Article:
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Friday, January 27, 2017

Great grandmother’s scrapbook/poetry/recipe book

                                                                                                                                                                                                                          

My great grandmother, Rebecca Chambers, died when I was 4 1/2 mos. old so I never had a chance to know her.  However I have a book she must have spent some time working on. It appears to have been a book with blank pages and there is writing on some of the pages but she pasted newspaper clippings over most of them. I can distinguish isolated words but can make no sense of what the whole sentences are.

This appears to have been something she worked on between 1900 and 1915 as I have dates for some obits pasted among all the tidbits she found important.  There are many, many recipes from newspapers, cut out and carefully glued onto each page. Since she lived in Winthrop, MA and worked for a Dr. in Boston, there is no telling what newspapers she cut these from.

Interspersed with the recipes are other cut outs, some of news, poetry she must have found enjoyable, and others of homemade remedies. This last one caught my interest and I wondered just what concoctions were brewed up in the family kitchen 117 years ago.

Thought I’d share some of these. The first one I found was:

An Old Fashioned Cough Remedy
“In case of an obstinate cough or cold in the throat, so often among little children in the winter, take a 5-cent package of hops, steep one half in a cup and a half of water.  When cooked down to one half the amount strain and mix with one cup and a half of molasses and allow this mixture to just come to a boil. When cool it is ready and will keep any length of time. The hops soothe and quiet the throat and is not unpleasant to take. It saves buying cough syrups, which often take the child’s appetite away and upsets the stomach. In my own family, I have used this and found it helpful with myself as well as my little ones.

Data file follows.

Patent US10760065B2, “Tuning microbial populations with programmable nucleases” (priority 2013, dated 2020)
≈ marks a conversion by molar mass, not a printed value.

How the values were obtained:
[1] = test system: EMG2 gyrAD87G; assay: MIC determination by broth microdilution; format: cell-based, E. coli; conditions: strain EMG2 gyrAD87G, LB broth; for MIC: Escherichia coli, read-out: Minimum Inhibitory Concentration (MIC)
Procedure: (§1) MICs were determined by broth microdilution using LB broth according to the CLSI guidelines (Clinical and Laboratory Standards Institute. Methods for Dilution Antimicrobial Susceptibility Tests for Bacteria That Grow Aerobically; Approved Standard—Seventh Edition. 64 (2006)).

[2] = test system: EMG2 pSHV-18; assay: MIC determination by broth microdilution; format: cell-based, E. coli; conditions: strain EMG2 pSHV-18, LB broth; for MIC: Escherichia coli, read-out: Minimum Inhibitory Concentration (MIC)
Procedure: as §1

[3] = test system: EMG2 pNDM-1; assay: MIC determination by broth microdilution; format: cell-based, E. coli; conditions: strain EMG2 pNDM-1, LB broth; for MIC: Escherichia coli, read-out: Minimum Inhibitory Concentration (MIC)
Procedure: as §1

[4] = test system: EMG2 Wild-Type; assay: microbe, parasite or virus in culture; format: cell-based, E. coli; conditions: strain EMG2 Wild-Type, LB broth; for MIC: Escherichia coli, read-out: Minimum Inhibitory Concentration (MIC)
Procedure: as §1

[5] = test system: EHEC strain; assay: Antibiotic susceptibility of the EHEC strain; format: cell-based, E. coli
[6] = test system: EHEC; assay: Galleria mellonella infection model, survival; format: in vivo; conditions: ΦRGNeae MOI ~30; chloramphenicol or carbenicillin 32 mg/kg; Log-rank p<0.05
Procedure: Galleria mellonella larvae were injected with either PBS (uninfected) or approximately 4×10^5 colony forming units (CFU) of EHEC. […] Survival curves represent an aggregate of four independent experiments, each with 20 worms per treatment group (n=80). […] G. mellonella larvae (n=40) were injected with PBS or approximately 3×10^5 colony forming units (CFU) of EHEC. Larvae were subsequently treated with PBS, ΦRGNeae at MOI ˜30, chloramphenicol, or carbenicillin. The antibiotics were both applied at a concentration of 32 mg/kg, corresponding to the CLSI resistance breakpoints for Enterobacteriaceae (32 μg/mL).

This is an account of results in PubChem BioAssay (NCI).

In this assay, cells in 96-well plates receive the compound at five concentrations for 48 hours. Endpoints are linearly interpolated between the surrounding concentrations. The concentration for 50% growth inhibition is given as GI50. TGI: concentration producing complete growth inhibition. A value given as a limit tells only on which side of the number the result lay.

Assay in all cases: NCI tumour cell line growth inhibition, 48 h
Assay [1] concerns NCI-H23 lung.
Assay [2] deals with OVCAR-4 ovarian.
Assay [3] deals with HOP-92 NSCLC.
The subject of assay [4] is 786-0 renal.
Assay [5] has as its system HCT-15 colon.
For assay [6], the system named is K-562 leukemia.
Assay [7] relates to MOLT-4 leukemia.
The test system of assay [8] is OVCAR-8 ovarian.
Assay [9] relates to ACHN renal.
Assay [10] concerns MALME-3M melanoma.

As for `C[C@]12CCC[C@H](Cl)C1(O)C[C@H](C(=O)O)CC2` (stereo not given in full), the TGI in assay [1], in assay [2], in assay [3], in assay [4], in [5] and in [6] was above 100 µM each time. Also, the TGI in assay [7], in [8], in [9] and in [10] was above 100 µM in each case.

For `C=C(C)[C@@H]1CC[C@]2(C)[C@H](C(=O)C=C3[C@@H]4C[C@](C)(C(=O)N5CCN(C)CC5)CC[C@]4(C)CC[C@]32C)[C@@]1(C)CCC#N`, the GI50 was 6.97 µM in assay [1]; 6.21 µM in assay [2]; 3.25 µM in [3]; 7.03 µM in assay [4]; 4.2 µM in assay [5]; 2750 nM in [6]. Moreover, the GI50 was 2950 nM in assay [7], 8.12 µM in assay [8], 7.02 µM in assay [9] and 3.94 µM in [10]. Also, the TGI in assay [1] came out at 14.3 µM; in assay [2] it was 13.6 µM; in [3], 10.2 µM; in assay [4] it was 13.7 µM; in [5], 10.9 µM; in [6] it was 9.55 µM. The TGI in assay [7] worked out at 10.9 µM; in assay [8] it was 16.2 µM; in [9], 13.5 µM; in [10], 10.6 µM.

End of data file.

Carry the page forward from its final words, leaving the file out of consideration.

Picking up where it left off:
Dose – One teaspoonful after coughing spells. Mrs. Robert Treadwell, 19 Bellevue Ave. Cambridge
                                                                                                                                                  Cough Medicine
Boil four tablespoons of flaxseed in one quart of water, strain, add a cents worth of rock candy, half a cup or more of brown sugar and the juice of two lemons. Boil again, let cool and drink freely. If this remedy is given when the cough first appears it will afford immediate relief.   Zetland

Chapped Hands
If you are troubled with chapped and face this cold weather, fill a bottle with one-third glycerin, one-third water and one-third witch hazel. Use on hands and face at night. It is much better than rose water and glycerin and witch hazel is both healing and whitening to the skin. Many people can’t use rose water at all. They say it seems to burn the skin.  Eternal Progress

Treatment for Croup
Take the white of 1 egg and 1 teaspoon of white vinegar and beat well, then give to patient 1 teaspoonful every 15 minutes till all is taken. This has been known to stop a very croupy cough. Mrs. George Bourret. 22 Daniel St., Fitchburg

Remedy for Chapped Hands
Boil one pint of rain water, when cold add 1 heaping tablespoonful of rochelle salts, 1 teaspoonful of tincture of benzoin, perfume if desired. Mrs. Earnest Morse, Box 195, West Acton

To Strengthen a Child’s Legs
When a child’s legs seem weak, bathe them every night in warm water in which potatoes have been boiled.

For Sore Throat
Wring a flannel out of hot vinegar and sprinkle with pepper and bind on neck.
Emily F. Noyes, Woodsville, NH

There were many other ‘helpful hints’ about washing clothes, washing your hair, remedies for all sorts of ailments, but were repetitious to some degree. So I thought I would close this blog and get back to my other research, post haste.

I close with this:

MAINLY ABOUT WOMEN
Which month are you?

A January bride will be a prudent housekeeper and very good tempered.

A February bride will be a kind and affectionate wife and tender mother.

A March bride will be a frivolous chatterbox, somewhat given to quarreling.

An April bride will be inconsistent, not very intelligent but fairly good looking.

A May bride will be handsome, amiable and likely to be happy.

A June bride will be impetuous and generous.

A July bride will be handsome and smart, but a trifle quick tempered.

An August bride will be amiable and practical.

A September bride will be discreet, affable and much liked.

An October bride will be pretty, coquettish, loving but jealous.

A November bride will be liberal, kind, but of a wild disposition.

A December bride will be fond of novelty and entertainment.

And now for those of us in the USA – it is TAX Season, never my favorite time of year.